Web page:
Faculty of Medieval and Modern Languages

The Faculty is one of the leading centres for the study of European language, literature, and culture world-wide, offering expertise in the entire chronological range from the earliest times to the present day, and with specialists in film studies, cultural studies, history of the book, and cultural history as well as languages and literatures. The Faculty offers expertise in French, German, Italian, Modern Greek, Spanish, Portuguese, Russian, Polish and Czech, as well as in a range of other languages spoken in Europe. Colleagues across the various languages work together in various interdisciplinary projects and research centres, which bring specialists in language and literature together with historians, philosophers, and social studies scholars.

The Faculty is divided into seven sub-faculties: French, German, Italian, Portuguese, Russian and other Slavonic Languages, Spanish and Modern Greek. It includes 9 established professorships as well as 15 individuals with the title of professor and 80 permanent academic post holders. The colleges, which are responsible for undergraduate admissions and undergraduate tutorial teaching, admit a total of about 270 students a year to read for the Honour School of Modern Languages and its joint schools with Classics, English, History, Philosophy, Oriental Studies, and Linguistics. The Modern Languages Faculty Board is responsible for the admission and supervision of graduate students. There are about 60 graduates taking taught Masters degrees, and about 120 research students.

Teaching and Research Showcase

Podcast: Mesoamerican Manuscripts

This conference brings together an outstanding panel of scholars and experts in Mesoamerican studies. They will be sharing their knowledge and recent findings on the making and historical significance of the Bodleian's and other early, pictorial Mesoamerican manuscripts, situating them in the context of the pre-Columbian and colonial societies that produced them, describing the world they depict, and reflecting upon their meaning in contemporary Mexico and beyond.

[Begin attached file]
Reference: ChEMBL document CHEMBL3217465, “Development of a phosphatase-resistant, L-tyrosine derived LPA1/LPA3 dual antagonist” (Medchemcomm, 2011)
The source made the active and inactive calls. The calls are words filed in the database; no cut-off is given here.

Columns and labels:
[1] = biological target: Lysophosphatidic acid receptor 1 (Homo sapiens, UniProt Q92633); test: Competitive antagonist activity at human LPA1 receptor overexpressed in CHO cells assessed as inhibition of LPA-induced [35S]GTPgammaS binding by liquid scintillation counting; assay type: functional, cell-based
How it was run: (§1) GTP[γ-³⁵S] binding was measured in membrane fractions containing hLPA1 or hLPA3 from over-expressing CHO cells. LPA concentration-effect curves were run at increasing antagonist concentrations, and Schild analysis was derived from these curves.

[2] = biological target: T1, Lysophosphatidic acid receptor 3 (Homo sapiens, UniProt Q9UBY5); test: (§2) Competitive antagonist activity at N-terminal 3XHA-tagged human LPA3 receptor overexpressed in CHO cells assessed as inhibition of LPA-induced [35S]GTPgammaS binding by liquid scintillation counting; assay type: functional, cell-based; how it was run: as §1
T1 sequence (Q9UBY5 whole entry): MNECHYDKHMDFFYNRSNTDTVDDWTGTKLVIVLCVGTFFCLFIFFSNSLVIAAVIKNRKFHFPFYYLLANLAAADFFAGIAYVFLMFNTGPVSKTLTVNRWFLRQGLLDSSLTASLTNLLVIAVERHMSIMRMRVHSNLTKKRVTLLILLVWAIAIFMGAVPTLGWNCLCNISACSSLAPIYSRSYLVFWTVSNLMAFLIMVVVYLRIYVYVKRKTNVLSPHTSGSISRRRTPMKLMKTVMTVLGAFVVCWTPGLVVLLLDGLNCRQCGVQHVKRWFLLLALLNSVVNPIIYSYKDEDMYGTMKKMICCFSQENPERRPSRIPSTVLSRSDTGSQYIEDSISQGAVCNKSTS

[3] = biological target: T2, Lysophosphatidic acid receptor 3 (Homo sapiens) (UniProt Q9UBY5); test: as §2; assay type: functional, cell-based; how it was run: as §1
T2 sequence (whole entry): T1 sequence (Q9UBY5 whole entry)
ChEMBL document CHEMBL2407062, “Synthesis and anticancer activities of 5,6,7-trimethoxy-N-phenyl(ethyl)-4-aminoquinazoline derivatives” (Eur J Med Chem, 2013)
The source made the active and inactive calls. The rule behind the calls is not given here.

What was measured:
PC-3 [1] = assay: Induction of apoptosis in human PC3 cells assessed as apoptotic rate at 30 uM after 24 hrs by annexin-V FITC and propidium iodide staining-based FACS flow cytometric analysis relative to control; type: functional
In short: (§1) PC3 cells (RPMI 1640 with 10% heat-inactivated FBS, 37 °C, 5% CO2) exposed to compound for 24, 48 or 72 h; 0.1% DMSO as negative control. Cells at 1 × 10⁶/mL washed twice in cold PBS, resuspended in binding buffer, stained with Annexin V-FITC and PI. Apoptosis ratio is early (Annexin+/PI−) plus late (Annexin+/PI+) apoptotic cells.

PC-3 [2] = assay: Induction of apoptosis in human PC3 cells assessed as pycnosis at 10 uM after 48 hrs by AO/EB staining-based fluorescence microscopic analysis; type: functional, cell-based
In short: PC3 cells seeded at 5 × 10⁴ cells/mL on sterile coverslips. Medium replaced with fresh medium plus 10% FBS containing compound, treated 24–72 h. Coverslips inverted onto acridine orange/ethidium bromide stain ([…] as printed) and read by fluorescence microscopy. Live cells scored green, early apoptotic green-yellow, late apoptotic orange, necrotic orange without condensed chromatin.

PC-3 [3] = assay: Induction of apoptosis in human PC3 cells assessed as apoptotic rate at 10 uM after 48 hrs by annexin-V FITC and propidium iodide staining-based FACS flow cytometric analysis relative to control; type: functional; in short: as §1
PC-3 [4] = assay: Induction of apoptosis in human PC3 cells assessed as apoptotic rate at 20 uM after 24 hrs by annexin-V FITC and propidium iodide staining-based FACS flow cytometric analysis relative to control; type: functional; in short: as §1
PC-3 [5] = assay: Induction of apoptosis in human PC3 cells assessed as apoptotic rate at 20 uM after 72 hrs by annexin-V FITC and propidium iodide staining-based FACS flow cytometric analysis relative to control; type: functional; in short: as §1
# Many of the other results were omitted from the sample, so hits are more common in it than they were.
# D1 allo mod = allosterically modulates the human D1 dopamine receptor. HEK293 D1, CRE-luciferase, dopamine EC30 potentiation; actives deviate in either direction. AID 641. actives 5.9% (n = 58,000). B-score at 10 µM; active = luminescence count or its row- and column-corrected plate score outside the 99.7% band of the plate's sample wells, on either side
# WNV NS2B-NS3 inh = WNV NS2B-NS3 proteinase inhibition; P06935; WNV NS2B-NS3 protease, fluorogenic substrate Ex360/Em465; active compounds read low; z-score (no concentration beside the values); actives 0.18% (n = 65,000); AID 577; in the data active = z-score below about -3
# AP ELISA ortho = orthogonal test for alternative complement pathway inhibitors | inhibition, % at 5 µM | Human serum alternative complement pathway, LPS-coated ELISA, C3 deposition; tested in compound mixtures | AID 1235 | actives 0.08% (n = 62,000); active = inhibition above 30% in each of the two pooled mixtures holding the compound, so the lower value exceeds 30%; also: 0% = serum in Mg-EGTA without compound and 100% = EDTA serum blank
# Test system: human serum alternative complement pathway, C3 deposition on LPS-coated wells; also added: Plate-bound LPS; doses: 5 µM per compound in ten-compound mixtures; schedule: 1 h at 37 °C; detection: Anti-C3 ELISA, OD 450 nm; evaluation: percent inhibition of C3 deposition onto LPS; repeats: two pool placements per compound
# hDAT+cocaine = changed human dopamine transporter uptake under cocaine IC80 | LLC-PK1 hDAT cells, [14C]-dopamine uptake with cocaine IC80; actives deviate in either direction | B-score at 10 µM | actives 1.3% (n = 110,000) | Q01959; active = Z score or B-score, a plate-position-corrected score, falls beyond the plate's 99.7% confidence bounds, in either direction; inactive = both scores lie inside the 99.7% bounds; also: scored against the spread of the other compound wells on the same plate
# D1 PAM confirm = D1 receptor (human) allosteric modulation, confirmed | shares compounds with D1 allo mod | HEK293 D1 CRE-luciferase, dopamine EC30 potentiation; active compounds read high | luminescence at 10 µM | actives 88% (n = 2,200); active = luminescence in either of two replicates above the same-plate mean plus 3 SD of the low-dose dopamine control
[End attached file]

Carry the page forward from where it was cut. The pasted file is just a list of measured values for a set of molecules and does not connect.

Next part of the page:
More podcasts from the Faculty of Medieval and Modern Languages

Book: Blindness and the Enlightenment (Kate Tunstall, 2011)

Kate Tunstall, Blindness

Blindness and Enlightenment presents a reading and a new translation of Diderot’s Letter on the Blind. Diderot was the editor of the Encyclopédie, that Trojan horse of Enlightenment ideas, as well as a novelist, playwright, art critic and philosopher. His Letter on the Blind of 1749 is essential reading for anyone interested in Enlightenment philosophy or eighteenth-century literature because it contradicts a central assumption of Western literature and philosophy, and of the Enlightenment in particular, namely that moral and philosophical insight is dependent on seeing. Kate Tunstall’s essay guides the reader through the Letter, its anecdotes, ideas and its conversational mode of presenting them, and it situates the Letter in relation both to the Encyclopedie and to a rich tradition of writing about and, most importantly, talking and listening to the blind.

More publications from the Faculty of Medieval and Modern Languages

Find publications in different languages: French, German, Spanish, Italian, Russian, Portuguese, Modern Greek, Czech

Research Project: The Venetian Book-trade in the 15th Century: material evidence for the economic and social history of the Renaissance

This project proposes for the first time to use the traded objects themselves, 15th-century books which still survive in their thousands, as essential and unquestionable evidence of the booktrade, to substantially complement current research on the booktrade based almost solely on scattered documentary evidence (printers contracts, litigations, booksellers stock lists, wills etc.).

 

For more information, visit the Medieval and Modern Languages Faculty website


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